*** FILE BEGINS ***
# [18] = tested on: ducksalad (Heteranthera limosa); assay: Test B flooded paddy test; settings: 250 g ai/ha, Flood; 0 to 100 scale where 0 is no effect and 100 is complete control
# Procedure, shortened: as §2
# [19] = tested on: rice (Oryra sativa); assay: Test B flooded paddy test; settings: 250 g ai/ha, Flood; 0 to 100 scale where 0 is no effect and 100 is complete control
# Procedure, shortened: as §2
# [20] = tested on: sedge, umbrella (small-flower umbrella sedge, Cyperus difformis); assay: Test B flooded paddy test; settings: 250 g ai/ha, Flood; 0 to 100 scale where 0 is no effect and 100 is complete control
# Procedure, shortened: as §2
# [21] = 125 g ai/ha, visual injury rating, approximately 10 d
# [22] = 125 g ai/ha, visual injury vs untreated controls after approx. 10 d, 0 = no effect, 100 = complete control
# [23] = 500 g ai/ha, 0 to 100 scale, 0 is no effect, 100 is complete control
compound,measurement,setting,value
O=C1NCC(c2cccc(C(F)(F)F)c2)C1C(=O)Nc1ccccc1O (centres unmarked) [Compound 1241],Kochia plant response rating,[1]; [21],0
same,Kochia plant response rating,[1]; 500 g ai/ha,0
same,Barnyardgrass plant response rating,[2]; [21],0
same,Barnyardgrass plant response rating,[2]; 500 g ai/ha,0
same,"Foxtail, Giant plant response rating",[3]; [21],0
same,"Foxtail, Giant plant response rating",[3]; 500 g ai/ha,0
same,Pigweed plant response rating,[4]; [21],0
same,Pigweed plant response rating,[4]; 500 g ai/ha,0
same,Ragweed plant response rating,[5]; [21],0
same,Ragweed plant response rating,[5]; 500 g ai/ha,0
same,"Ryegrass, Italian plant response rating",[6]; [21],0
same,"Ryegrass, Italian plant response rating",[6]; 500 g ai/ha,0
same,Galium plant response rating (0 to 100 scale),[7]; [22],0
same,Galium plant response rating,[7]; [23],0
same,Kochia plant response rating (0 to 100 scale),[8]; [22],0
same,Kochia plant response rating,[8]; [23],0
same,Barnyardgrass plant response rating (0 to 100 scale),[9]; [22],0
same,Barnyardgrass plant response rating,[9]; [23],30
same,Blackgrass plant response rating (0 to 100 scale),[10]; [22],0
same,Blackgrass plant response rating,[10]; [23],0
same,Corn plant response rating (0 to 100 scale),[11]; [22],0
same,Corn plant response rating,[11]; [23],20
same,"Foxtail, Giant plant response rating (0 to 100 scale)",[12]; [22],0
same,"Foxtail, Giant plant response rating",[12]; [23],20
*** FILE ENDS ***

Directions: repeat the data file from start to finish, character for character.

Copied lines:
# [18] = tested on: ducksalad (Heteranthera limosa); assay: Test B flooded paddy test; settings: 250 g ai/ha, Flood; 0 to 100 scale where 0 is no effect and 100 is complete control
# Procedure, shortened: as §2
# [19] = tested on: rice (Oryra sativa); assay: Test B flooded paddy test; settings: 250 g ai/ha, Flood; 0 to 100 scale where 0 is no effect and 100 is complete control
# Procedure, shortened: as §2
# [20] = tested on: sedge, umbrella (small-flower umbrella sedge, Cyperus difformis); assay: Test B flooded paddy test; settings: 250 g ai/ha, Flood; 0 to 100 scale where 0 is no effect and 100 is complete control
# Procedure, shortened: as §2
# [21] = 125 g ai/ha, visual injury rating, approximately 10 d
# [22] = 125 g ai/ha, visual injury vs untreated controls after approx. 10 d, 0 = no effect, 100 = complete control
# [23] = 500 g ai/ha, 0 to 100 scale, 0 is no effect, 100 is complete control
compound,measurement,setting,value
O=C1NCC(c2cccc(C(F)(F)F)c2)C1C(=O)Nc1ccccc1O (centres unmarked) [Compound 1241],Kochia plant response rating,[1]; [21],0
same,Kochia plant response rating,[1]; 500 g ai/ha,0
same,Barnyardgrass plant response rating,[2]; [21],0
same,Barnyardgrass plant response rating,[2]; 500 g ai/ha,0
same,"Foxtail, Giant plant response rating",[3]; [21],0
same,"Foxtail, Giant plant response rating",[3]; 500 g ai/ha,0
same,Pigweed plant response rating,[4]; [21],0
same,Pigweed plant response rating,[4]; 500 g ai/ha,0
same,Ragweed plant response rating,[5]; [21],0
same,Ragweed plant response rating,[5]; 500 g ai/ha,0
same,"Ryegrass, Italian plant response rating",[6]; [21],0
same,"Ryegrass, Italian plant response rating",[6]; 500 g ai/ha,0
same,Galium plant response rating (0 to 100 scale),[7]; [22],0
same,Galium plant response rating,[7]; [23],0
same,Kochia plant response rating (0 to 100 scale),[8]; [22],0
same,Kochia plant response rating,[8]; [23],0
same,Barnyardgrass plant response rating (0 to 100 scale),[9]; [22],0
same,Barnyardgrass plant response rating,[9]; [23],30
same,Blackgrass plant response rating (0 to 100 scale),[10]; [22],0
same,Blackgrass plant response rating,[10]; [23],0
same,Corn plant response rating (0 to 100 scale),[11]; [22],0
same,Corn plant response rating,[11]; [23],20
same,"Foxtail, Giant plant response rating (0 to 100 scale)",[12]; [22],0
same,"Foxtail, Giant plant response rating",[12]; [23],20